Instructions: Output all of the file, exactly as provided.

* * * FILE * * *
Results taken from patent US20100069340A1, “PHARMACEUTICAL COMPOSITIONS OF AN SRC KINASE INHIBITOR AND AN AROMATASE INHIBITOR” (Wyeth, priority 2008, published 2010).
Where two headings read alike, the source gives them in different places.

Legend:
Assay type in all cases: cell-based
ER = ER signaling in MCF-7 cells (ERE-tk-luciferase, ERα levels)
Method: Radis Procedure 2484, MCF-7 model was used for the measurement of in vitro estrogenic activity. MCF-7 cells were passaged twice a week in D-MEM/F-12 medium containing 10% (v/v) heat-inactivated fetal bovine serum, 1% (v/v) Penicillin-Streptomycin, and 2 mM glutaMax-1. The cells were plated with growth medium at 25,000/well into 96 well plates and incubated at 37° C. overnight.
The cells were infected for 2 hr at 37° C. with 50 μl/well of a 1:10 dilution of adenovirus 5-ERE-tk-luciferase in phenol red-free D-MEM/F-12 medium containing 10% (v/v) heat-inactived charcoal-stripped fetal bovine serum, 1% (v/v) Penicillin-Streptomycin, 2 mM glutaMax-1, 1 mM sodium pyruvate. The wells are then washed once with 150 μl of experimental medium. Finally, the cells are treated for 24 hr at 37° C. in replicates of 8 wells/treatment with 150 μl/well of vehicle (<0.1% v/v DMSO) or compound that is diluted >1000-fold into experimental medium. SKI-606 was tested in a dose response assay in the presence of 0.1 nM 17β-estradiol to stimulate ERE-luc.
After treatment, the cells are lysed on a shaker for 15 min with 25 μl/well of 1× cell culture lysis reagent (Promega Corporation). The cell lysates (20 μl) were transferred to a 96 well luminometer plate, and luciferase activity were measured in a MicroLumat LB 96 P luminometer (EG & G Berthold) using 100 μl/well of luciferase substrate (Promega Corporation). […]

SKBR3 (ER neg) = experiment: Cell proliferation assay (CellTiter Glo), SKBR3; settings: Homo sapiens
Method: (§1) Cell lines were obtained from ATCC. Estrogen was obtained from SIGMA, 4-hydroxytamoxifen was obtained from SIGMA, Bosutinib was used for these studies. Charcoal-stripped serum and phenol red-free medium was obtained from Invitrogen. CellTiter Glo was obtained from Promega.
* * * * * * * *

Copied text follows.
Results taken from patent US20100069340A1, “PHARMACEUTICAL COMPOSITIONS OF AN SRC KINASE INHIBITOR AND AN AROMATASE INHIBITOR” (Wyeth, priority 2008, published 2010).
Where two headings read alike, the source gives them in different places.

Legend:
Assay type in all cases: cell-based
ER = ER signaling in MCF-7 cells (ERE-tk-luciferase, ERα levels)
Method: Radis Procedure 2484, MCF-7 model was used for the measurement of in vitro estrogenic activity. MCF-7 cells were passaged twice a week in D-MEM/F-12 medium containing 10% (v/v) heat-inactivated fetal bovine serum, 1% (v/v) Penicillin-Streptomycin, and 2 mM glutaMax-1. The cells were plated with growth medium at 25,000/well into 96 well plates and incubated at 37° C. overnight.
The cells were infected for 2 hr at 37° C. with 50 μl/well of a 1:10 dilution of adenovirus 5-ERE-tk-luciferase in phenol red-free D-MEM/F-12 medium containing 10% (v/v) heat-inactived charcoal-stripped fetal bovine serum, 1% (v/v) Penicillin-Streptomycin, 2 mM glutaMax-1, 1 mM sodium pyruvate. The wells are then washed once with 150 μl of experimental medium. Finally, the cells are treated for 24 hr at 37° C. in replicates of 8 wells/treatment with 150 μl/well of vehicle (<0.1% v/v DMSO) or compound that is diluted >1000-fold into experimental medium. SKI-606 was tested in a dose response assay in the presence of 0.1 nM 17β-estradiol to stimulate ERE-luc.
After treatment, the cells are lysed on a shaker for 15 min with 25 μl/well of 1× cell culture lysis reagent (Promega Corporation). The cell lysates (20 μl) were transferred to a 96 well luminometer plate, and luciferase activity were measured in a MicroLumat LB 96 P luminometer (EG & G Berthold) using 100 μl/well of luciferase substrate (Promega Corporation). […]

SKBR3 (ER neg) = experiment: Cell proliferation assay (CellTiter Glo), SKBR3; settings: Homo sapiens
Method: (§1) Cell lines were obtained from ATCC. Estrogen was obtained from SIGMA, 4-hydroxytamoxifen was obtained from SIGMA, Bosutinib was used for these studies. Charcoal-stripped serum and phenol red-free medium was obtained from Invitrogen. CellTiter Glo was obtained from Promega.